Emergency Services Information

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City of Oroville Emergency Services

Oroville Police Department
2055 Lincoln St. - Oroville, CA 95966
Phone: (530) 538-2448 - Webpage

Oroville Fire Department - Station One
2055 Lincoln St. - Oroville, CA 95966
Phone: (530) 538-2487 - Webpage

City of Oroville - Emergency Operations Plan (EOP)

Butte County Evacuation Map

What if I need to evacuate?

  • Be familiar with routes in and out of your area. Practice driving these routes during the day and at night.
  • Does your community have an evacuation plan and map?
  • Do you live in one of the evacuation zones?
  • Follow instructions given by public safety officials, Sign up for Emergency Mass Notifications here.
  • Be ember aware.
  • Do you have a go bag? Put it in your vehicle and back into the driveway or garage with vehicle loaded and all doors and windows closed.
  • Do you have animals? Be prepared to take them with you.
  • Alert family and neighbors.
  • Shut all windows and doors.
  • Remove flammable window shades and lightweight curtains. Close metal shutters.
  • Move flammable furniture to the center of the room.
  • Shut off gas at the source (meter or tank). Turn off pilot lights and propane tanks. Move propane BBQs and appliances away from structures.
  • Leave lights on indoors and outdoors so firefighters can see your house under smoky conditions.
  • Shut off the air conditioning.
  • Connect garden hoses to outside water valves or spigots for use by firefighters. Fill water buckets and place them around the house.
  • Don’t leave sprinklers on or water running, this can affect critical water pressure.
  • Have a ladder available and place it at the corner of the house so firefighters can quickly access roof.
  • Leave gates open for access.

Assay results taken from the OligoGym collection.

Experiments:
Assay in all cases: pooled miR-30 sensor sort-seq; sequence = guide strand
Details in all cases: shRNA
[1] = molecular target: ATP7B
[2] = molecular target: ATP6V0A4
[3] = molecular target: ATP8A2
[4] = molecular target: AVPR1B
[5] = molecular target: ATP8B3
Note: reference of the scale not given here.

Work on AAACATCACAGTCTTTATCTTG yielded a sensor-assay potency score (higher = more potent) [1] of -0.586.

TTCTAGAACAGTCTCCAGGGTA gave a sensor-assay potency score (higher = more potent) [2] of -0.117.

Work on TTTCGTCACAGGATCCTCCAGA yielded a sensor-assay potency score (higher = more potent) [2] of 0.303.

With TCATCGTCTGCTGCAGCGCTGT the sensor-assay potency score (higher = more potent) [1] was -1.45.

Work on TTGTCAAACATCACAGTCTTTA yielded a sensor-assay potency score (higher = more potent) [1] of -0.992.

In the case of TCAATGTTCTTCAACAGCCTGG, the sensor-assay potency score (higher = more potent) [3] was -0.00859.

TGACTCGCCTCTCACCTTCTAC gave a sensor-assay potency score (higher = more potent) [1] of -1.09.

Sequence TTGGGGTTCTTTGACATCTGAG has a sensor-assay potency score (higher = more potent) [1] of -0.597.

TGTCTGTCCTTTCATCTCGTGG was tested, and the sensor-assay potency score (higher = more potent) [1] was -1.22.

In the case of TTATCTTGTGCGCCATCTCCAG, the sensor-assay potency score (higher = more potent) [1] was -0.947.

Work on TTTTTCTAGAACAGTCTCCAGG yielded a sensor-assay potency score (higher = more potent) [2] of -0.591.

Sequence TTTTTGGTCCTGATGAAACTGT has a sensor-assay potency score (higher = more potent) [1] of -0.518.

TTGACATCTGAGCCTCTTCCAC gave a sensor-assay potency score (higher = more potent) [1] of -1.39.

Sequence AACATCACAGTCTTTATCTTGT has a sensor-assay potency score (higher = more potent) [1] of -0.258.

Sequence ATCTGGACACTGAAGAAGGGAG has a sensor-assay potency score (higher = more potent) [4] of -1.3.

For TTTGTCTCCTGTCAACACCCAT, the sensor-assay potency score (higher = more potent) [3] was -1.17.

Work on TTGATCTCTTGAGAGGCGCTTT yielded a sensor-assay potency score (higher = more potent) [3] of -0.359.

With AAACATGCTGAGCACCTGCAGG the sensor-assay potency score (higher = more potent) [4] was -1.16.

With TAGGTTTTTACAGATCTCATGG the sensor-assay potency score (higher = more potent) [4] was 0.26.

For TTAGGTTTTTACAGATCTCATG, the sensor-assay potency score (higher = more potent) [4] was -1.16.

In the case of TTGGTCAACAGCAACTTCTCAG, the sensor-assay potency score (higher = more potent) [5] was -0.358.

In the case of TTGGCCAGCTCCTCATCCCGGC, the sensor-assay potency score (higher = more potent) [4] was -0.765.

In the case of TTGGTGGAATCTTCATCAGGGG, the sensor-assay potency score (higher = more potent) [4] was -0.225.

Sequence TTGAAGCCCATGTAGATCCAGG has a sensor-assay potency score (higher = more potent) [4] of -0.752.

• Monitor the fire situation, if you feel threatened, don’t wait for an evacuation order, leave.

What does it all mean?

Immediate Evacuation Order:
Requires the immediate movement of people out of an affected area due to an imminent threat to life. Choosing to stay could result in loss of life. Staying may also impede the work of emergency personnel. Due to the changing nature of the emergency, this Immediate Evacuation Order may be the only warning that people in the affected area (s) receive.

Evacuation Warning:
Alerts people in an affected area (s) of potential threat to life and property. People who need additional time should consider evacuating at this time. An Evacuation Warning considers the probability that an area will be affected and prepares people for a potential Immediate Evacuation Order.

Advises people to stay secure at their current location by remaining in place as evacuation will cause a higher potential for loss of life.

Public Assembly Point:
A temporary assembly area that provides a safe haven for evacuees to assemble until conditions subside and evacuation routes are accessible, or for evacuees who otherwise cannot evacuate the community on their own and need assistance to be moved to a shelter. NOTE: Evacuees who are capable of evacuating on their own to designated shelters or other areas outside of their community do not need to go to Public Assembly Points unless directed by public safety officials.

When can I go back home?